• Le paysage naturel, superpositions et camouflage : ici, la notion de patrimoine est interrogée par le biais des transformations opérées par la nature sur les sites caractéristiques des conflits. L’idée est d’étudier la construction des différentes couches formées par les actions combinées de la nature et de l’homme dans ces zones meurtries. Le concept de « camouflage » en tant qu’image de la dialectique entre le visible et l’invisible et comme phénomène à la fois naturel (mimétisme), militaire et artistique (cf. colloque Camouflage !, Heidelberg, 2015) interrogera donc l’inscription du paysage sur les territoires délimités. En effet, l’étude des traces des conflits au sein du paysage révèle une forme de morcellement des édifices, dont l’abandon (parce qu’inutilisables et symboliques d’une période de tumultes) renforce la dissimulation à l’intérieur du territoire de la région Grand Est notamment, mais également d’autres régions ayant subi des événements similaires.

  • Le paysage mental ou la représentation psychique comme trace de la mémoire et de l’oubli : cet axe vise à explorer les représentations psychiques de l’histoire, la ou les manière(s) dont le passé peut être réinterrogé, reconstruit, voire réinventé, notamment à la lumière des démarches de création s’appropriant cette histoire. En outre, la notion de survivance [Nachleben] (Warburg, 2012 pour la traduction française, Didi-Huberman, 2002), en tant que trace inscrite dans l’inconscient apporte un éclairage supplémentaire sur le rapport au paysage mental. La démarche qui consiste à utiliser des documents d’archives pour construire une œuvre, rapproche l’artiste de l’historien. Pourquoi certaines traces restent vivaces alors que d’autres disparaissent ? Cette dimension est entièrement solidaire d’une dialectique entre la mémoire intime et la mémoire collective, entre l’expérience sensible et l’appropriation des faits historiques, qui se trouve au cœur de nombreuses créations plastiques et littéraires.

Voici quelques pistes de possibles propositions :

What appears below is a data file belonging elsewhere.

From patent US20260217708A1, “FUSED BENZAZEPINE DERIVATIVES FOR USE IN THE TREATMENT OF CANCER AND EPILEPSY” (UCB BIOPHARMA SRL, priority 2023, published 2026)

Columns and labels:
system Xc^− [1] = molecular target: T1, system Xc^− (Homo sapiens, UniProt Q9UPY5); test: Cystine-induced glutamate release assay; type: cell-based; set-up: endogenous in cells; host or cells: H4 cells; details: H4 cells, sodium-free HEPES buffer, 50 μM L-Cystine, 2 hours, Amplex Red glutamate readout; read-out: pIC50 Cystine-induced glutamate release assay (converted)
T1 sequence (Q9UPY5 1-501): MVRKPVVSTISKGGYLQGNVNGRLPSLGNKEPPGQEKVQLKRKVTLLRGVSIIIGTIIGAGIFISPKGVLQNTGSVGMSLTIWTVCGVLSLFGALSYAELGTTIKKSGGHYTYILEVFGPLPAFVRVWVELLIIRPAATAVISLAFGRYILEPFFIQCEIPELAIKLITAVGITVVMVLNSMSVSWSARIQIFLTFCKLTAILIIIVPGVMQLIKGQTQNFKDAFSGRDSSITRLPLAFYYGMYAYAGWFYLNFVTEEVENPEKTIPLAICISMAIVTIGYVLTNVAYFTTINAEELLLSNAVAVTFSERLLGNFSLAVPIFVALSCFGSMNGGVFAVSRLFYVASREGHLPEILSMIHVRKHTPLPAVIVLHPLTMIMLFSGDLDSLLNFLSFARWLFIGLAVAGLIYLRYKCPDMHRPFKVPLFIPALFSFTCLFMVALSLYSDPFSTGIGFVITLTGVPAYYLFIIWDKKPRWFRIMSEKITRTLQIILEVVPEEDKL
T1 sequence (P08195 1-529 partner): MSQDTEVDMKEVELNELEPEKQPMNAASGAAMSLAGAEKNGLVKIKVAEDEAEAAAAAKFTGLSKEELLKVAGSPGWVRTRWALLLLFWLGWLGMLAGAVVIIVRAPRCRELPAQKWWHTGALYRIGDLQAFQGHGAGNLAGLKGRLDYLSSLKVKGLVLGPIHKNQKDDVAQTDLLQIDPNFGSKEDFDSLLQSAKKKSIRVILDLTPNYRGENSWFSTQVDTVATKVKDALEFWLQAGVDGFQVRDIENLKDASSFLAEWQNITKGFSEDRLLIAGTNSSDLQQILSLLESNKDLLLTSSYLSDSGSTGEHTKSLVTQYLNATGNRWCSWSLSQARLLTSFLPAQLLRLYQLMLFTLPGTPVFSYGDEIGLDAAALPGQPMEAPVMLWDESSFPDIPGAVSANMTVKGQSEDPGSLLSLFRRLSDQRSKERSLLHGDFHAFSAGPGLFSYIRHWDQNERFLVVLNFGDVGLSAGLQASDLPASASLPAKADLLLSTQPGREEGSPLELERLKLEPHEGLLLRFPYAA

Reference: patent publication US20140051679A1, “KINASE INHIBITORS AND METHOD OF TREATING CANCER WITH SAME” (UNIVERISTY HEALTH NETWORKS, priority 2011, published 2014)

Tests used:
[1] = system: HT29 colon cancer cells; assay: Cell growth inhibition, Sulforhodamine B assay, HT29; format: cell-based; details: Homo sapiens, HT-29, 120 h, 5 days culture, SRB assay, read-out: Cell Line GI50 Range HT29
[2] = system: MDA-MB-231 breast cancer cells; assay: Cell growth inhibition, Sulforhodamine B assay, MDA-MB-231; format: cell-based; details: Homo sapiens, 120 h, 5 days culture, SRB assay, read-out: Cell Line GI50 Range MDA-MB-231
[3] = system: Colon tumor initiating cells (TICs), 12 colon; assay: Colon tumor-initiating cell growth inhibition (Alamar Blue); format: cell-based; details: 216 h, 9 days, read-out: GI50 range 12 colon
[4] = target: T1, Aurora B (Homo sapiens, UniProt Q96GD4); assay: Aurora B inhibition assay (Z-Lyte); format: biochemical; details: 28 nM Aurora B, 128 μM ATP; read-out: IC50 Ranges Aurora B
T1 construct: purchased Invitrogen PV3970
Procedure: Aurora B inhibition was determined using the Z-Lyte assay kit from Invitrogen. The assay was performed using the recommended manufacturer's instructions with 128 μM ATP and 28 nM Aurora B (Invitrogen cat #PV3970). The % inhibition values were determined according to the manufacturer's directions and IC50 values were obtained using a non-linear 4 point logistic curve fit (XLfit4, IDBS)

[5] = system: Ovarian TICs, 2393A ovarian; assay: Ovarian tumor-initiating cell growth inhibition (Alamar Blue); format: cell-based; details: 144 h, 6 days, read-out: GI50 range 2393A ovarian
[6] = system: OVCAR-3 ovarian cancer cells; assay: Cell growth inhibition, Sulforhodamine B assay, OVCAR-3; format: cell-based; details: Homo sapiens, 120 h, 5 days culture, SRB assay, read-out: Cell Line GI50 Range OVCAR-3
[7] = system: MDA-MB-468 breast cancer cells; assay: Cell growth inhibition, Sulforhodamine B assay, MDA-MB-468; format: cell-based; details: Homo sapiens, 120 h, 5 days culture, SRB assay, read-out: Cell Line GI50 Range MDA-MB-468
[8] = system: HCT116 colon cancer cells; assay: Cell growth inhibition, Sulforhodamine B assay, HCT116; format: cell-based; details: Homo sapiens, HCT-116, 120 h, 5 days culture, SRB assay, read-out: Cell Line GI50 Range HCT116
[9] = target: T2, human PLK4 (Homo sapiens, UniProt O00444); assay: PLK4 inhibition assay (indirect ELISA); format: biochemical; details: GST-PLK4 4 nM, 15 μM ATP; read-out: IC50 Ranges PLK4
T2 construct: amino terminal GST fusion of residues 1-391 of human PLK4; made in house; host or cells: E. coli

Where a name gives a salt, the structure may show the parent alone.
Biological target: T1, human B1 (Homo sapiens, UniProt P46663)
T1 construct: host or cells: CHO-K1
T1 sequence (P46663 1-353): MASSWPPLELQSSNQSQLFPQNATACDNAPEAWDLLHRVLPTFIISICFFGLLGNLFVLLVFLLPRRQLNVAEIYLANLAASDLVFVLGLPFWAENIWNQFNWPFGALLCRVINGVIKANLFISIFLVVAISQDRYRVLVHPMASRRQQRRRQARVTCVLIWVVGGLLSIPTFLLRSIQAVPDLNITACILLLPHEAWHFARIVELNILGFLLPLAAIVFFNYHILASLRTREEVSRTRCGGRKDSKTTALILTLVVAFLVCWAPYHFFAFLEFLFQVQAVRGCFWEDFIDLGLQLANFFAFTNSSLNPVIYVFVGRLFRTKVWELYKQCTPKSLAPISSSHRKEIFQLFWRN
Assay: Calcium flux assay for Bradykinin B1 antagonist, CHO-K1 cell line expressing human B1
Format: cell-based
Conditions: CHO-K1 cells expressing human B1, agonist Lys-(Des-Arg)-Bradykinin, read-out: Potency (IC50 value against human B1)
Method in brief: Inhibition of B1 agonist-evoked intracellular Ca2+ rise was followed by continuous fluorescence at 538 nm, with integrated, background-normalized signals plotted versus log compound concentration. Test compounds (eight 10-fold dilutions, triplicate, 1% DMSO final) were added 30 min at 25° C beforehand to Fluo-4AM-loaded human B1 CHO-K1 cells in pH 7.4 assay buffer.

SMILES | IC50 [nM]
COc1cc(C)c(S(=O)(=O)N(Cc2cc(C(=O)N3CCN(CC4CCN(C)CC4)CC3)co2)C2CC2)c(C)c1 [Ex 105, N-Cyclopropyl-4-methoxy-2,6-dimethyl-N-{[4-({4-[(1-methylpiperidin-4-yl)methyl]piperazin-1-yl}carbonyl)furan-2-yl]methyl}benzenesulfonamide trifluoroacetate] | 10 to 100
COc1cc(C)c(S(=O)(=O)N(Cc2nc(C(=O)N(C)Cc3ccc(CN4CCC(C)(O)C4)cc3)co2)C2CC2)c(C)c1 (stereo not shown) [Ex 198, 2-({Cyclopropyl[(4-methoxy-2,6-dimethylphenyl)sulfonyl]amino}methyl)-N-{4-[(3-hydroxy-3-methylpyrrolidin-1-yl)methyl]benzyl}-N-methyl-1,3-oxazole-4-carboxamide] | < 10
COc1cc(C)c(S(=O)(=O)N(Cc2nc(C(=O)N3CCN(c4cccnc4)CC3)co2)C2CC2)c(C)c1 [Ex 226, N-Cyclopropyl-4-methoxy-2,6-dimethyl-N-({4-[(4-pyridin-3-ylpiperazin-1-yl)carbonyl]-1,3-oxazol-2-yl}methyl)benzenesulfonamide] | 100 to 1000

• une démarche personnelle de recherche-création, incluant la description et l’analyse de cette démarche au regard des notions proposées

  • l’étude d’une œuvre d’art (y compris photographique, cinématographique, littéraire, architecturale, musicale), qui s’inscrit dans le champ contemporain (de préférence à partir des années 1990) et qui aborde le paysage dans sa dimension actuelle, ainsi que les traces de conflits observable au sein de ce paysage

  • des approches, psychologiques, géographiques, sociologiques, dont les méthodologies propres viendront nourrir l’approche des notions définies plus haut

  • une étude historique apportant un éclairage nouveau sur un ou des épisodes spécifique(s) en lien avec des conflits armés caractérisant les paysages actuels d’une région spécifique

  • toute approche des conflits entre Français et Allemands, des traces concrètes de leur passé tumultueux dans les paysages transfrontaliers (Lorraine, Alsace, Sarre) ou de la situation particulière des autres pays situés sur le front de l’est (Belgique, Luxembourg, Pays-Bas) sera particulièrement bienvenue

Modalités de transmission des propositions :

Les propositions de communication sont à envoyer pour le 10 septembre 2017 au plus tard aux adresses suivantes :

Ces propositions (en français, anglais ou allemand) doivent contenir : une présentation du ou des auteurs et un résumé (d’environ 300 mots), précisant la thématique de la proposition, l’axe dans lequel elle s’inscrit et la ou les étude(s) de cas qu’elle développe.


The recent commemorations of the Centenary of the Great War show the vivid interest for the scars of conflicts attached to certain regions located along the front lines. Furthermore, in France, we can notice a rising emphasis on German legacy stemming from the first annexation of Alsace and Lorraine by Germany (1871-1918), an insistence particularly striking through architectural considerations, as shown by the focus on Strasbourg Neustadt and Metz Imperial area, both places playing a central role in the inscription of these towns as Unesco sites. Should we see this as the sign of an enlightened position towards a painful past, or as the symbol of a collective oblivion as the last witnesses are vanishing? Or on the contrary, does it reveal an inner awareness on the part of the necessity to constantly keep renewing itself of the commemorative approach. By way of comparison, one could look at other regions from Europe where the conflictual past is perceived under different lights over decades.

The time frame chosen as a basis for the lectures of our symposium covers hundred and fifty years (from 1870 to nowadays), including both World Wars (1914-1918, 1940-1945) as well as the War of 1870 which concerns French and German people. The Moselle, and more broadly, the new Grand Est region, as well as neighbouring countries and areas (the Hauts-de-France, Saarland, Luxembourg and Wallonia), appear as places in which a deep historical rupture occurred at the heart of Central Europe which provoked some dislocations in families (such was the case with French soldiers who were forced to enroll in the German army). Our aim here is to transmit such local or global memories to future generations despite but also because of their painful nature. As we are confronted to the current European crisis, it seems proper to remember that centuries of bloody battles were what made unavoidable the prospect of building a stable community.